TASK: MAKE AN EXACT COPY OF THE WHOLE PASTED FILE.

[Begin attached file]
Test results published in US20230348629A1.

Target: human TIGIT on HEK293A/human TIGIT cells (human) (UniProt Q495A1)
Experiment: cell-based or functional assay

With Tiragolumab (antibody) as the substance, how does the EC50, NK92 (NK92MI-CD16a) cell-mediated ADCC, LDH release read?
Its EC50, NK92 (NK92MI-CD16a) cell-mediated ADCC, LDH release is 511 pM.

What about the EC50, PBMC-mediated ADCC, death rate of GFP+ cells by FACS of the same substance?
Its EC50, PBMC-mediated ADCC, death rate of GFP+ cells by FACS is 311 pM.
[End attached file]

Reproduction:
Test results published in US20230348629A1.

Target: human TIGIT on HEK293A/human TIGIT cells (human) (UniProt Q495A1)
Experiment: cell-based or functional assay

With Tiragolumab (antibody) as the substance, how does the EC50, NK92 (NK92MI-CD16a) cell-mediated ADCC, LDH release read?
Its EC50, NK92 (NK92MI-CD16a) cell-mediated ADCC, LDH release is 511 pM.

What about the EC50, PBMC-mediated ADCC, death rate of GFP+ cells by FACS of the same substance?
Its EC50, PBMC-mediated ADCC, death rate of GFP+ cells by FACS is 311 pM.